Musings on socialising from a revision-addled brain

20 Apr 2017

Jamie Perry, DTMH January 2017

Here in the heart of LSTM we’re currently in revision season, with exams a mere (gasp) few days away. Picture the scene: the library is testing its very capacity! Bursting at the seams! All across the school are strewn miniature flash cards with words like “tick-borne typhus” and “nifurtimox” on. People are sprinting to the lab with 20 minute timers yelling “GAMETOCYTE” and jumping up and down excitedly.

And the subconscious (or very conscious) question that everyone shares: have I done enough studying during this course?

You may have heard that the DTMH has a reputation as an exceptionally social course, and it absolutely lives up to that reputation. So social, in fact, that your time can be filled up in a beautifully distracting way that can leave you temporarily unable to recall that (for example) falciparum schizonts have at least 16 merozoites, which may be what adds to some stress at this time of year. So I’d like to use the remainder of this blog to talk more about the social aspect of this course. The human factors, if you will.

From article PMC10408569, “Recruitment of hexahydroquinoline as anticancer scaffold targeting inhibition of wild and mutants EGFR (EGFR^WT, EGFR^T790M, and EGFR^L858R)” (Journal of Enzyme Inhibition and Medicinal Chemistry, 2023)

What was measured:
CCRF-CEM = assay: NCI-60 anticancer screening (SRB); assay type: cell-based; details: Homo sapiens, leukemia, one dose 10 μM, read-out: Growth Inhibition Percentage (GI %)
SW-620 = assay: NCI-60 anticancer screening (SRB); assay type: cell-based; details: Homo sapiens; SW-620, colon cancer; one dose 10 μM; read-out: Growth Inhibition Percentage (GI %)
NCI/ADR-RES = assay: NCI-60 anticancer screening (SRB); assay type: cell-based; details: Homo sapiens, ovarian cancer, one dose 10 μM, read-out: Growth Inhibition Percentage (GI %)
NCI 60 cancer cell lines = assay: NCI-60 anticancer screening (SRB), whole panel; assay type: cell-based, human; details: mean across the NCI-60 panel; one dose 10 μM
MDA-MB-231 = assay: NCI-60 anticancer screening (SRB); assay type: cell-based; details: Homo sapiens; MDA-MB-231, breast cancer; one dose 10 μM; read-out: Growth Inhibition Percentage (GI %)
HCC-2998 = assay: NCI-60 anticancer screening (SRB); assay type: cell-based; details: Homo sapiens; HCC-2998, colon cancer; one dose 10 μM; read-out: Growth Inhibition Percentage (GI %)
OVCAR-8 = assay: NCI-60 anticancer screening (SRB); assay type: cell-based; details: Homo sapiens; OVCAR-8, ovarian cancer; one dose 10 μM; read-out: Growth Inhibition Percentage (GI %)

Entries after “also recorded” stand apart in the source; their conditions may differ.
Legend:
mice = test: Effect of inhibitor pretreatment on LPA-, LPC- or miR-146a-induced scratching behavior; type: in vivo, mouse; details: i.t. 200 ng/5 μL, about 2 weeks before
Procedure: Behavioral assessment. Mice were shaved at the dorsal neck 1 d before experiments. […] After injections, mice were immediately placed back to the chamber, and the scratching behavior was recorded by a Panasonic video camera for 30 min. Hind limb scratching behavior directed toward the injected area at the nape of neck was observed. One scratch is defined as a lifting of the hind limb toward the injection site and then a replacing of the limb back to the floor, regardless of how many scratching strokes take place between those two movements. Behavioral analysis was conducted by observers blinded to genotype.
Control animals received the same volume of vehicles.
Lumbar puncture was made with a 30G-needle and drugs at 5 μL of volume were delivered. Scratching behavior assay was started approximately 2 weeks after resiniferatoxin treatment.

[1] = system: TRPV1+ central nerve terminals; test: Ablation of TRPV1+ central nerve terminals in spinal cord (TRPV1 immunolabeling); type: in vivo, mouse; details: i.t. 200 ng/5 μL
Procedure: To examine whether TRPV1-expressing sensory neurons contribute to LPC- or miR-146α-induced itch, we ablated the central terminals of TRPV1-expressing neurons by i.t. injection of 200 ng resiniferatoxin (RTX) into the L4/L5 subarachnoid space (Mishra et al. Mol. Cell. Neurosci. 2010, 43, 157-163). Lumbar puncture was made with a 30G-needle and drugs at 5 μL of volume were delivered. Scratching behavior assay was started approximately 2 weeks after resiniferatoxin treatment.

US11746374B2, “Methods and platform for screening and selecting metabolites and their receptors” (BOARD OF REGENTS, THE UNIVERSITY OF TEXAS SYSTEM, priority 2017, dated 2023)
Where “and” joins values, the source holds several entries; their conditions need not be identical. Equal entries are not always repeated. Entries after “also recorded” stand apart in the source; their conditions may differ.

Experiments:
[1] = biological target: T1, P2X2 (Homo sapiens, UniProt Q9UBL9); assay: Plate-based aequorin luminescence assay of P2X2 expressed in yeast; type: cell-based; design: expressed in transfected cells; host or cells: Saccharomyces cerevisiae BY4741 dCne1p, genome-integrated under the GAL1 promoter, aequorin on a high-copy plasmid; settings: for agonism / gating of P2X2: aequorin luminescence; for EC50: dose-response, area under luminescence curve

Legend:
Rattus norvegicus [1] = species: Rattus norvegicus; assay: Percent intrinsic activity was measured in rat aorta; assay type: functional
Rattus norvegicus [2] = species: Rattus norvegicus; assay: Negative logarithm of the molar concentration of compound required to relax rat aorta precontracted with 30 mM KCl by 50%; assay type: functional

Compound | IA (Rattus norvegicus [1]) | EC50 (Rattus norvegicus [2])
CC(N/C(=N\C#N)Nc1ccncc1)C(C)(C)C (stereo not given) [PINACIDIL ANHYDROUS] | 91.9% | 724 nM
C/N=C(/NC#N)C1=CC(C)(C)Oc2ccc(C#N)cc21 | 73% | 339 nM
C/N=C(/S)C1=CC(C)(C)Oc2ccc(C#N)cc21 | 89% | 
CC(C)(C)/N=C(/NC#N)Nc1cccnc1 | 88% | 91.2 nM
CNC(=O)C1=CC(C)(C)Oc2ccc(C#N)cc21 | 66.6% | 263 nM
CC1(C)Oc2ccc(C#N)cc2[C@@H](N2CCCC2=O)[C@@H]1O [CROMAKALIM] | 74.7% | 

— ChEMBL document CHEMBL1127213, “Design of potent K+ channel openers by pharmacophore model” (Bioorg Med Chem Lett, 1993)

“Why, Jamie?”, I hear you cry (and I applaud your ability to exclaim questions to a computer screen). Well, firstly, I’m a GP by background, and a little known fact is that when you pass your GP exams you become surgically equipped with a touchy-feely-ometer, and if you don’t write the words “human factors” at least annually then they strip your GP licence and make you become an orthopaedic surgeon. <shudder>  But more importantly, while academic study is of course a major reason for being here and needs to be factored in, I’d argue that the human and social side of the course has been the thing that will create more lasting benefit.

Already, I can sense that things are getting a little on the touchy-feely end of the spectrum, so I’ll compensate by including a graph in this section. There, more scientific already. I’m aware some people reading this blog may be considering whether to study this course and may not know anything about Liverpool in particular. Figure 1 (graph, right) sums up the salient points quite nicely. All joking aside, I’ve been blown away by the friendliness of the locals in this city, which really made me feel at ease here quite quickly.